White House Blamed for Secret Unit at Waco: Delta Force for Fighting Terrorism, Not Law Enforcement

By Scarborough, Rowan | The Washington Times (Washington, DC), August 27, 1999 | Go to article overview

White House Blamed for Secret Unit at Waco: Delta Force for Fighting Terrorism, Not Law Enforcement


Scarborough, Rowan, The Washington Times (Washington, DC)


The three Delta Force commandos at the Branch Davidian compound in April 1993 were part of an elite unit the military secretly founded in 1977 to combat world terrorism.

While their use as on-scene observers was legal, a military expert is faulting the Clinton administration for putting the soldiers in a domestic law enforcement setting where innocent people died in a horrible blaze.

Said Al Santoli, a House national security aide, "Delta Force is our most sophisticated task force against terrorists and to think that Delta would be used is an abuse of their power and an abuse of their mandate. What happened in Waco was strictly a law enforcement matter."

"Delta Force is not hostage negotiating. They are action guys against terrorists," said Mr. Santoli, an aide to Rep. Dana Rohrabacher, California Republican. "They are experts who deal with the most violent and sophisticated international terrorist forces."

A Pentagon spokesman said yesterday the three Special Forces soldiers were at Waco strictly as observers in hopes of learning something new on hostage rescue.

For years, the Pentagon refused to acknowledge Delta Force's existence, even as such public failures as Desert One and Somalia came to light. Now, the military concedes there is such a 400-man unit trained in a fenced area of Fort Bragg, N.C., home to the Joint Special Operations Command. But its work still remains top secret.

Delta Force was the brainchild of two hardened Vietnam warriors, Col. Charles Beckwith and Maj. Richard Meadows. They recognized that the growing threat of global terrorism heightened the prospect that Americans would be taken hostage overseas. A special unit was needed, they argued, to rescue them.

Unfortunately, Delta Force's first notoriety stemmed from failure. Some of its members participated in the botched Desert One operation in 1979 to free 66 American hostages from the U. …

The rest of this article is only available to active members of Questia

Already a member? Log in now.

Notes for this article

Add a new note
If you are trying to select text to create highlights or citations, remember that you must now click or tap on the first word, and then click or tap on the last word.
One moment ...
Default project is now your active project.
Project items

Items saved from this article

This article has been saved
Highlights (0)
Some of your highlights are legacy items.

Highlights saved before July 30, 2012 will not be displayed on their respective source pages.

You can easily re-create the highlights by opening the book page or article, selecting the text, and clicking “Highlight.”

Citations (0)
Some of your citations are legacy items.

Any citation created before July 30, 2012 will labeled as a “Cited page.” New citations will be saved as cited passages, pages or articles.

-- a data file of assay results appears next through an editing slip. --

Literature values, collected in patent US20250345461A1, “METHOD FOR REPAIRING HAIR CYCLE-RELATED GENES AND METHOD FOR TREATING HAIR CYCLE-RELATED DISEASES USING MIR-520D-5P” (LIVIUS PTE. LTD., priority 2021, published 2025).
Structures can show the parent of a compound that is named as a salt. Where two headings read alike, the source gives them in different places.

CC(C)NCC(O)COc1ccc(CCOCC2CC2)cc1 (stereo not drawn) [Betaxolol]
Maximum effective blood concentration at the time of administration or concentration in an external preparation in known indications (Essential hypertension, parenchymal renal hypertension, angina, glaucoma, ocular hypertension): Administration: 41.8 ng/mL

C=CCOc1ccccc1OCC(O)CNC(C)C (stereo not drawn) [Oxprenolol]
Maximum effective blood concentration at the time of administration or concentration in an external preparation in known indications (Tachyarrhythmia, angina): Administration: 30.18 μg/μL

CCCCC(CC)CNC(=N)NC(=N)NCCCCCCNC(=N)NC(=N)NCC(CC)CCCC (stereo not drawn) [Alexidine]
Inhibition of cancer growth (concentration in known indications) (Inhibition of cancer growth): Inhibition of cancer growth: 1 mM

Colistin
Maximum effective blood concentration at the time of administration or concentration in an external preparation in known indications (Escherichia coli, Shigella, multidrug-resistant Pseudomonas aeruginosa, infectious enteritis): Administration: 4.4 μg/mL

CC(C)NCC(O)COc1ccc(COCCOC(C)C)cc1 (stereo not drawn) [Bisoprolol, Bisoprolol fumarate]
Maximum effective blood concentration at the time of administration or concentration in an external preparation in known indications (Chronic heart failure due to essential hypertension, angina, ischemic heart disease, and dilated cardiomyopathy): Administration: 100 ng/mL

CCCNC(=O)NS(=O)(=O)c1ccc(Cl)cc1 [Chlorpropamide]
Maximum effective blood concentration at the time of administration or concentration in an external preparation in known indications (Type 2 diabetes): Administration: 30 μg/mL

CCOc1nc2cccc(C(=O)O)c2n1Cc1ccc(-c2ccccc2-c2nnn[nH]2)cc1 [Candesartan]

We also added the ability to view new citations from your projects or the book or article where you created them.

Notes (0)
Bookmarks (0)

You have no saved items from this article

Project items include:
  • Saved book/article
  • Highlights
  • Quotes/citations
  • Notes
  • Bookmarks
Notes
Cite this article

Cited article

Style
Citations are available only to our active members.
Buy instant access to cite pages or passages in MLA, APA and Chicago citation styles.

(Einhorn, 1992, p. 25)

(Einhorn 25)

1. Lois J. Einhorn, Abraham Lincoln, the Orator: Penetrating the Lincoln Legend (Westport, CT: Greenwood Press, 1992), 25, http://www.questia.com/read/27419298.

Cited article

White House Blamed for Secret Unit at Waco: Delta Force for Fighting Terrorism, Not Law Enforcement
Settings

Settings

Typeface
Text size Smaller Larger Reset View mode
Search within

Search within this article

Look up

Look up a word

  • Dictionary
  • Thesaurus
Please submit a word or phrase above.
Print this page

Print this page

Why can't I print more than one page at a time?

Help
Full screen

matching results for page

    Questia reader help

    How to highlight and cite specific passages

    1. Click or tap the first word you want to select.
    2. Click or tap the last word you want to select, and you’ll see everything in between get selected.
    3. You’ll then get a menu of options like creating a highlight or a citation from that passage of text.

    OK, got it!

    Cited passage

    Style
    Citations are available only to our active members.
    Buy instant access to cite pages or passages in MLA, APA and Chicago citation styles.

    "Portraying himself as an honest, ordinary person helped Lincoln identify with his audiences." (Einhorn, 1992, p. 25).

    "Portraying himself as an honest, ordinary person helped Lincoln identify with his audiences." (Einhorn 25)

    "Portraying himself as an honest, ordinary person helped Lincoln identify with his audiences."1

    1. Lois J. Einhorn, Abraham Lincoln, the Orator: Penetrating the Lincoln Legend (Westport, CT: Greenwood Press, 1992), 25, http://www.questia.com/read/27419298.

    Cited passage

    Thanks for trying Questia!

    Please continue trying out our research tools, but please note, full functionality is available only to our active members.

    Your work will be lost once you leave this Web page.

    Buy instant access to save your work.

    Already a member? Log in now.

    Author Advanced search

    Oops!

    An unknown error has occurred. Please click the button below to reload the page. If the problem persists, please try again in a little while.